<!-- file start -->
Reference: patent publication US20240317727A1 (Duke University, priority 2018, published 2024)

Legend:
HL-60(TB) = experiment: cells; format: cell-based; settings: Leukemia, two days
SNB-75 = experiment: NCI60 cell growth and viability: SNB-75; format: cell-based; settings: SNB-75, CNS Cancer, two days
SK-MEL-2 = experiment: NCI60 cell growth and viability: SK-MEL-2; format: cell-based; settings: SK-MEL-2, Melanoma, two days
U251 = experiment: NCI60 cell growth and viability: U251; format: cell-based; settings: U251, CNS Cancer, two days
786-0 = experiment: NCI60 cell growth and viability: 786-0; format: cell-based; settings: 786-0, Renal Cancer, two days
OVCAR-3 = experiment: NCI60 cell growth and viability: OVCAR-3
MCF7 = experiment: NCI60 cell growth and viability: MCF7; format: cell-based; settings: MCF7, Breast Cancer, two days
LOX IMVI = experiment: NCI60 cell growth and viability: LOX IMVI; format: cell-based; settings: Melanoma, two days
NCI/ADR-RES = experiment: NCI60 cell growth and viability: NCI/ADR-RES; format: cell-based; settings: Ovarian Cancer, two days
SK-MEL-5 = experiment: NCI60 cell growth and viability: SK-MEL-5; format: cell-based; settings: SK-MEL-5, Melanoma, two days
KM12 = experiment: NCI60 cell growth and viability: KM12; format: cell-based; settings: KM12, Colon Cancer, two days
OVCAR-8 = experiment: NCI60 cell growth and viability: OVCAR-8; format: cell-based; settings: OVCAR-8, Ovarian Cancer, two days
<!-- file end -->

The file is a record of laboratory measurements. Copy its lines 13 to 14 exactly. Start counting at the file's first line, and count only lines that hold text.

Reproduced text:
KM12 = experiment: NCI60 cell growth and viability: KM12; format: cell-based; settings: KM12, Colon Cancer, two days
OVCAR-8 = experiment: NCI60 cell growth and viability: OVCAR-8; format: cell-based; settings: OVCAR-8, Ovarian Cancer, two days